The city expects all of its employees to follow suit with the contract negotiations reached with District Council 37 ACFSME who represent 125,000 workers from clerics to hospital employees. These negotiations took place 6 months ago and ended with little satisfaction. Bloomberg has offered the same 5% increase over three years to the cops but the PBA is insulted to be offered the same wage increase as “paper pushers”.

Tactically speaking, the policemen have become increasingly militant, by confronting the mayor at his every stop. On August 9th, hundreds of off-duty police officers and firefighters, who are in the same contract battle as the cops, crowded the streets in front of a meeting Bloomberg was attending. The air was tense with police and firefighters chanting slogans “Shame on you!”, “No zeros for the heroes” and even “No contract, No convention!.” According to the New York Times, one off duty officer actually threatened the Press Secretary of Bloomberg, Edward Skyler, yelling “Eddie, we know where you live!”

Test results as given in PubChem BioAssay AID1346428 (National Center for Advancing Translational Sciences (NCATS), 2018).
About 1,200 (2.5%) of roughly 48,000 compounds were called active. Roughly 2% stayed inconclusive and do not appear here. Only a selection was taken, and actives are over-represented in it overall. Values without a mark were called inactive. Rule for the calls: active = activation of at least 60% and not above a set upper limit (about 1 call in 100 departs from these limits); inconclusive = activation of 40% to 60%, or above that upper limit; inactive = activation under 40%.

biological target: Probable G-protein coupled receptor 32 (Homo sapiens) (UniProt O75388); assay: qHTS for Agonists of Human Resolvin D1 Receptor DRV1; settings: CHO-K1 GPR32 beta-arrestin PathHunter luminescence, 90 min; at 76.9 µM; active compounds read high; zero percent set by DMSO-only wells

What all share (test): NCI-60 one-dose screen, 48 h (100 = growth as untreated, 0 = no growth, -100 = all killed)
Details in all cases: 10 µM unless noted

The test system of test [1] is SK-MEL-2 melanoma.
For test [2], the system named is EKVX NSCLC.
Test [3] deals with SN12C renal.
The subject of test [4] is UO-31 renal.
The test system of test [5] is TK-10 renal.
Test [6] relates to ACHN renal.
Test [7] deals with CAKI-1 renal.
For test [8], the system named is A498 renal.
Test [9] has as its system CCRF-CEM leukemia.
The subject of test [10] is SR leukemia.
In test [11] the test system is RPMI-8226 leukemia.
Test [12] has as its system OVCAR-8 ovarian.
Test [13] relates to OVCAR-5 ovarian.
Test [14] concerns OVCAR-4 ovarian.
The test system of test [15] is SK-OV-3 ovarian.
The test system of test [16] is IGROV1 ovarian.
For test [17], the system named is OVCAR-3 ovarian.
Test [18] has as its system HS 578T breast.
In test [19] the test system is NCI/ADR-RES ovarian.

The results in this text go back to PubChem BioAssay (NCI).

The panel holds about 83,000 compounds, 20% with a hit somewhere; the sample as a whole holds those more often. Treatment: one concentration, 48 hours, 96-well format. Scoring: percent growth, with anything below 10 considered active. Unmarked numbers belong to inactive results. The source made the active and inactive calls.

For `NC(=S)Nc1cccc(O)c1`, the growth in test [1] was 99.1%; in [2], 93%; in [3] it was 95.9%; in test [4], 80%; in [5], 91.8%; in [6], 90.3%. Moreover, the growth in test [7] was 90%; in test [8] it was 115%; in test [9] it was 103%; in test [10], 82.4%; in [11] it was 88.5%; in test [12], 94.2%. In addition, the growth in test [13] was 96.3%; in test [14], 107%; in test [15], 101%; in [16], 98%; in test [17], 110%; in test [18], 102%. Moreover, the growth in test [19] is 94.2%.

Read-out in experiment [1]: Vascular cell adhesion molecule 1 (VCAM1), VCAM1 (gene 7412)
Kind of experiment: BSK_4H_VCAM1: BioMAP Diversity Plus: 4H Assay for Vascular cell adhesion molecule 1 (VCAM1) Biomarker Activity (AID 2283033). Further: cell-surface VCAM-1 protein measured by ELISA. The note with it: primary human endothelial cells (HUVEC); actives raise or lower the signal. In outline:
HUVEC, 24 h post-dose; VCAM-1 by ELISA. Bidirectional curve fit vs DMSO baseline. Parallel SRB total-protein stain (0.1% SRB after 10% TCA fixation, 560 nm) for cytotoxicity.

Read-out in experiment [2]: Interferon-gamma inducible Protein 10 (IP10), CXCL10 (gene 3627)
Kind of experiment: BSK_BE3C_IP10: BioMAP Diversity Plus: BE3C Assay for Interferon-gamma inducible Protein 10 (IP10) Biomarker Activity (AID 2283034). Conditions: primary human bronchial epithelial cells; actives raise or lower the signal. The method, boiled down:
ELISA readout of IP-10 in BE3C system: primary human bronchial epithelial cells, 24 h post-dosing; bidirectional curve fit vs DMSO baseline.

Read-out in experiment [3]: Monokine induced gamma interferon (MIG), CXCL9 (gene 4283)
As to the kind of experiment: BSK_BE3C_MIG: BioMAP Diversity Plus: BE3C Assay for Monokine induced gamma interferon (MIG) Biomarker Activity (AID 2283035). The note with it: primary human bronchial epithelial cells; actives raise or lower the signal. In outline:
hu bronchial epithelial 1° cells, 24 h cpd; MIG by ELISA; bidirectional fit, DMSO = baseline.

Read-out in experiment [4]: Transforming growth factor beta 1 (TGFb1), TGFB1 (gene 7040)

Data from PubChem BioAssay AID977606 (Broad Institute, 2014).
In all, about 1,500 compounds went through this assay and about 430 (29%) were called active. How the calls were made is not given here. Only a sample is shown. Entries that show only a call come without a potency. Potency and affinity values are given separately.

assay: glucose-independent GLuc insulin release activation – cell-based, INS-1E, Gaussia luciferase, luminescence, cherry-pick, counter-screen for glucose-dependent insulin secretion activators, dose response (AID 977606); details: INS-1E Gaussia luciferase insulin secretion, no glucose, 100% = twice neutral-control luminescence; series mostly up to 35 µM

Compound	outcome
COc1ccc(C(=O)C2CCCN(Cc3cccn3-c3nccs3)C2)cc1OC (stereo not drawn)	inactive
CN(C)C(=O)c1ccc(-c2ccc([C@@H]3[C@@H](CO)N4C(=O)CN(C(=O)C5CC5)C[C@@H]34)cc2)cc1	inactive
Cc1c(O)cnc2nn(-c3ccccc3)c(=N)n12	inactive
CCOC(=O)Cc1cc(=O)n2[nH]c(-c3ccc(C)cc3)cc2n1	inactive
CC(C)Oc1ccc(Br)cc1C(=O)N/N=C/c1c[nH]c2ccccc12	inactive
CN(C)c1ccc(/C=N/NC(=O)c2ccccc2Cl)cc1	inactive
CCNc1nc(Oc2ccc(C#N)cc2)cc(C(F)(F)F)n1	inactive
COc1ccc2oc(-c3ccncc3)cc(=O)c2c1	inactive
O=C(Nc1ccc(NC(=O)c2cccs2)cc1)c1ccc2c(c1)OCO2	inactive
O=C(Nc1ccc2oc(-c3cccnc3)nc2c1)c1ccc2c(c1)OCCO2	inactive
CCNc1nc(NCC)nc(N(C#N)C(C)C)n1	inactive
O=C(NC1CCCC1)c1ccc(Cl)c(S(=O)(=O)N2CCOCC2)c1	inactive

Apparently they also know where Bloomberg lives. A few nights ago a group of officers visited the mayor’s house at 1 AM for a wake-up call. They shouted that the Mayor should not be allowed to sleep while the cops still had no contract. The police have applied for sound permits for their scheduled demonstrations during the convention and spokesperson Mancini has told me that they do not plan to break the law. Did they have a permit for the 1AM demonstration? I doubt it.